Haven’t you ever heard “be careful what you wish for?” Kali?
Thank you to everyone that participated in the charm survey — as usual, I’d guessed wrong on what people would be interested in. Glad to know that before I made all the wrong designs into charms! (For the curious, the charms that were chosen are: 1. Rainbow Goddess, 2. Mizha, 3. Pakku, 4. Kali, 5. Raviki
I just finished playing the video game “Journey” for the first time. What a truly fascinating game! I don’t generally play games much — don’t typically have time for them — but I hit a creative wall this weekend and decided to try it out.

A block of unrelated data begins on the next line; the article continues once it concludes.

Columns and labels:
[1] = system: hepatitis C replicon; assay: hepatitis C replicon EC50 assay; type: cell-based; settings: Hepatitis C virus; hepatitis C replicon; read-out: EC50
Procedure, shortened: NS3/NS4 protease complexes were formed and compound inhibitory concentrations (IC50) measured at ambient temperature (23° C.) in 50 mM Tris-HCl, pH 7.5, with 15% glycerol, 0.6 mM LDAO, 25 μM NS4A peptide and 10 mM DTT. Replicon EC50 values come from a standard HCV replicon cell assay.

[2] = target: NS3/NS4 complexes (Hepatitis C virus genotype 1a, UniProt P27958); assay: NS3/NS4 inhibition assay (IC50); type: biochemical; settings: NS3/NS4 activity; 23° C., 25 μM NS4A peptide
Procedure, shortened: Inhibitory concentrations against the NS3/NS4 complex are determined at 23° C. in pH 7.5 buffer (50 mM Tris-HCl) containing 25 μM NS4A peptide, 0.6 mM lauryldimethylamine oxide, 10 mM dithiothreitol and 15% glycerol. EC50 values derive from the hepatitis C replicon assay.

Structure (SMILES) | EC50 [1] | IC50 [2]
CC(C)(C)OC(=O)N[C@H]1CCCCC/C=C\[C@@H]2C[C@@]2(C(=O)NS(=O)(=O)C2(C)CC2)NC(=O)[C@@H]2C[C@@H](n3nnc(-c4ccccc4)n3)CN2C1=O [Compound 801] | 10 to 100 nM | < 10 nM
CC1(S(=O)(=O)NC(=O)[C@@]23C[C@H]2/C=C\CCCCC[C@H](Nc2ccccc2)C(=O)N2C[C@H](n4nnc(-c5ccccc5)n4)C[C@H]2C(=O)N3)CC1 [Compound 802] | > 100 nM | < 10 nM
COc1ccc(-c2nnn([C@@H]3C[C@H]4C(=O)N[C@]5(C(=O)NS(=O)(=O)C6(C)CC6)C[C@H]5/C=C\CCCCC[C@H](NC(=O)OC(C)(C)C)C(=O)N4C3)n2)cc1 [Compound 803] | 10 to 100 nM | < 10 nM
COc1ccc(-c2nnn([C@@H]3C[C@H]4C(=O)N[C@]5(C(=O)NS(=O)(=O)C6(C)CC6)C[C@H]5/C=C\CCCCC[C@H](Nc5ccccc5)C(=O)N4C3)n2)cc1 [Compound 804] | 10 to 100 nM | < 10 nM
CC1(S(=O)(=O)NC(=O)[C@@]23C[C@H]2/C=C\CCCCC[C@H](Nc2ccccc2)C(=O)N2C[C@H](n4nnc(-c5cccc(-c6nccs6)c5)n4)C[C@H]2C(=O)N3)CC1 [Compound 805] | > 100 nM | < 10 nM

It’s fascinating not just from a visual standpoint (although it is very beautiful) but also from an experience and a study in human interaction. Although brief enough to play through in an entire setting, it takes you through a complete hero’s journey arc. Even more interesting, a large component is playing with someone else. You can’t communicate outside of chiming at each other, but there are advantages to being near one another and communicating with each other. For the most part, unless you’re paired with a very experienced player, it’s difficult to tell if the person you’re with is brand new, or more experienced. Yet you still share a communal experience together that has quite a bit of wonder. And over time, you begin to to get a feel for each other. Some players are take-charge. Others are hesitant. Some are playful, others no-nonsense. Some are chatty. Others stand-offish. And even though the chimes are all identical, they begin to form their own language. A chime becomes a “Thank you!” or a “Don’t leave me!” or a “Are you okay?” You begin to feel a form of friendship with this unknown entity. When you part, there is a feeling of sadness, knowing that you shared a journey together, but will likely never meet again. It’s a game that manages to inspire both a sense of joy and a deep melancholy.